viii BYZANTINE CHURCHES
filled the city but a small remnant survives. Earthquakes, fires, pillage, neglect, not to speak of the facility with which a Byzantine structure could be shorn of its glory, have swept the vast majority off the face of the earth, leaving not a rack behind. In most cases even the sites on which they stood cannot be identified. The places which knew them know them no more. Scarcely a score of the old churches of the city are left to us, all with one exception converted into mosques and sadly altered. The visitor must, therefore, be prepared for disappointment. Age is not always a crown of glory; nor does change of ownership and adaptation to different ideas and tastes necessarily conduce to improvement. We are not looking at flowers in their native clime or in full bloom, but at flowers in a herbarium so to speak, or left to wither and decay. As we look upon them we have need of imagination to see in faded colours the graceful forms and brilliant hues which charmed and delighted the eyes of men in other days.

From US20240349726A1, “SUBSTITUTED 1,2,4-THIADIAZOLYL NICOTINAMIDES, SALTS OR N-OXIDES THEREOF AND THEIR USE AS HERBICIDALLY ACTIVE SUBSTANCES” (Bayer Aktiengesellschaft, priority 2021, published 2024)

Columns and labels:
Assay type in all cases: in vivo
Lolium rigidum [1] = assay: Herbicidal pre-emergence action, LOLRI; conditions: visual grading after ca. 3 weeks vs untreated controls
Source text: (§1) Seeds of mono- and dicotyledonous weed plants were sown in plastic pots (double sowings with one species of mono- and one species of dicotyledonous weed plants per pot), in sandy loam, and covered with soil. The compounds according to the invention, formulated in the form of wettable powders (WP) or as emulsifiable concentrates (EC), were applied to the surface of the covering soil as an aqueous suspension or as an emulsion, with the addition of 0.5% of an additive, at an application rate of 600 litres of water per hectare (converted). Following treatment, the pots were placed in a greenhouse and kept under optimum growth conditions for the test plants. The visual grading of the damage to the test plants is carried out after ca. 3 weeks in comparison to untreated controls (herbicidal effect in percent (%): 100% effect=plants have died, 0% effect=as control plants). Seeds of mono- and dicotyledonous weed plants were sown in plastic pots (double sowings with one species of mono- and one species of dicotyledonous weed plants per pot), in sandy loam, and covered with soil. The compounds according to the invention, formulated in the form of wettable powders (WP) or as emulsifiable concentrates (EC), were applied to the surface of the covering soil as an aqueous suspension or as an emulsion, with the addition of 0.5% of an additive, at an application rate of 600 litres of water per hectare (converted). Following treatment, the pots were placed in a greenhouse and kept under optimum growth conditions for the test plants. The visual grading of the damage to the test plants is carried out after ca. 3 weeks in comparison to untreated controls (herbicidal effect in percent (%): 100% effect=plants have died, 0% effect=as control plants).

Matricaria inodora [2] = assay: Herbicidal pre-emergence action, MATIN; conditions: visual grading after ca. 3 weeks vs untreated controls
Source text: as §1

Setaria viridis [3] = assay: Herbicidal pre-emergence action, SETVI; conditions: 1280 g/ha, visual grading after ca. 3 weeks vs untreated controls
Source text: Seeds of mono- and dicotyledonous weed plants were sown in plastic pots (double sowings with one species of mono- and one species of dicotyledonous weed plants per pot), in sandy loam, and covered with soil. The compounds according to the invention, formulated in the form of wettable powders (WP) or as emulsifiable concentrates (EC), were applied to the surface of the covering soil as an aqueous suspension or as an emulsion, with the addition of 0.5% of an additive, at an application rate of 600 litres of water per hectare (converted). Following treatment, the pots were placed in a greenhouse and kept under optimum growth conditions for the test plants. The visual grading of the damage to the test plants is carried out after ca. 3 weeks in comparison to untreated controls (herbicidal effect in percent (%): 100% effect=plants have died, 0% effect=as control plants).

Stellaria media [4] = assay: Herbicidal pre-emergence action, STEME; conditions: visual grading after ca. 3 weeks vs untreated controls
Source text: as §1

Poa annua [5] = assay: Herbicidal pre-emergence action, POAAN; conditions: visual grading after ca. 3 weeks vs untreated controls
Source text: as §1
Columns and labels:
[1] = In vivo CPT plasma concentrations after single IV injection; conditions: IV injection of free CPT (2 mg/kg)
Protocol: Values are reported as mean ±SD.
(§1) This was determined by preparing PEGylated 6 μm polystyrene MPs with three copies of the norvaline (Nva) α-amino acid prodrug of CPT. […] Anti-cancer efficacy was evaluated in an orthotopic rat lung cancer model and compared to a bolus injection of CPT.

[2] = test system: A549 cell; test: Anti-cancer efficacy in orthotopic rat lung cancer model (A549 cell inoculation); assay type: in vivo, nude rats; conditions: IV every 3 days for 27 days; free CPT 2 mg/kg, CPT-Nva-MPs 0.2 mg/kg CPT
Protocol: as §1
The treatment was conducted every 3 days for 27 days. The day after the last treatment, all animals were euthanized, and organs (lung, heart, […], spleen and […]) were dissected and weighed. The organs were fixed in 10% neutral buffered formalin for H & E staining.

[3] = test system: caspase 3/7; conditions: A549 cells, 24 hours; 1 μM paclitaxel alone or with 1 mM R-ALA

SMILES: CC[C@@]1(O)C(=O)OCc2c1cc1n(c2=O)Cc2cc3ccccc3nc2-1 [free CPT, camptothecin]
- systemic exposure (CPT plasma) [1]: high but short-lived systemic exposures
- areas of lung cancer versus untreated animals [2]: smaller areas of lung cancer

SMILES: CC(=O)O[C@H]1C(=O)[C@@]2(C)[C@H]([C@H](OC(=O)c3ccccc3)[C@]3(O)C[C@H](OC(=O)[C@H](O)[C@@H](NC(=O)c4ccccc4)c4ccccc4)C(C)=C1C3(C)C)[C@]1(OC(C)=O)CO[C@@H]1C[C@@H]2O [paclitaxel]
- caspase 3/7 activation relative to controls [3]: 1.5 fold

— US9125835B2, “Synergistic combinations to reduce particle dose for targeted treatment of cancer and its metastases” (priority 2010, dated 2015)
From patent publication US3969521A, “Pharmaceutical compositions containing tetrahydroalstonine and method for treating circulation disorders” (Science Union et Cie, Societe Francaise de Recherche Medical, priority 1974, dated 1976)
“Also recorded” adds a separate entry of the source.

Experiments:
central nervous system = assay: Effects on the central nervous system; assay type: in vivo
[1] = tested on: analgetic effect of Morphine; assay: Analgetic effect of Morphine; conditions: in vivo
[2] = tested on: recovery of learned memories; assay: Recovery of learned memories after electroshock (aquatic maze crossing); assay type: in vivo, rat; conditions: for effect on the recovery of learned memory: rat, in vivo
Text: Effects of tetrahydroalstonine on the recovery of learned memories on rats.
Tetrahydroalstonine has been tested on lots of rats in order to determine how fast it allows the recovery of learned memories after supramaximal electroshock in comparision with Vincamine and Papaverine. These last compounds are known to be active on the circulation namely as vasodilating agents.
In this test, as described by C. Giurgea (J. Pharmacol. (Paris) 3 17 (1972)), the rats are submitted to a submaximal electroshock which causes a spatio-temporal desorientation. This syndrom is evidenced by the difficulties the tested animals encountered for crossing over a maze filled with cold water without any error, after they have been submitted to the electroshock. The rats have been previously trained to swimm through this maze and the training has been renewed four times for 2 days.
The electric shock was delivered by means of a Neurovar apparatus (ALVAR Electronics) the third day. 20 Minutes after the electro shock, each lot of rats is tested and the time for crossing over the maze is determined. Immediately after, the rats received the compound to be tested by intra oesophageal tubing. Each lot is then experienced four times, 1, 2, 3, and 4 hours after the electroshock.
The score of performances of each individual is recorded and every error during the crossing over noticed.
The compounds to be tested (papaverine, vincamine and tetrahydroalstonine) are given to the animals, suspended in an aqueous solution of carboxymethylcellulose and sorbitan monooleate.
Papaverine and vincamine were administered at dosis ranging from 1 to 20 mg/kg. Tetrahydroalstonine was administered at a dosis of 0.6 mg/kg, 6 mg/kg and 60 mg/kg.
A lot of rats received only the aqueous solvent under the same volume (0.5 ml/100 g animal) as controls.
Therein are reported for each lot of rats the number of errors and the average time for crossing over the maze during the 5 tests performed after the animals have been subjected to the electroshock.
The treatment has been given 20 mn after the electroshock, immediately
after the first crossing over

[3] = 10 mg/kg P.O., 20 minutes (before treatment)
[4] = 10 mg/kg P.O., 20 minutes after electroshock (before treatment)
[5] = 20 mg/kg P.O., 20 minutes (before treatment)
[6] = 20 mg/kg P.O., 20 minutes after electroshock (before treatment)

In the preparation of this work I have availed myself of the aid afforded by previous students in the same field of research, and I have gratefully acknowledged my debt to them whenever there has been occasion to do so. At the same time this is a fresh study of the subject, and has been made with the hope of confirming what is true, correcting mistakes, and gathering additional information. Attention has been given to both the history and the architecture of these buildings. The materials for the former are, unfortunately, all too scanty. No continuous records of any of these churches exist. A few incidents scattered over wide tracts of time constitute all that can be known. Still, disconnected incidents though they be, they give us glimpses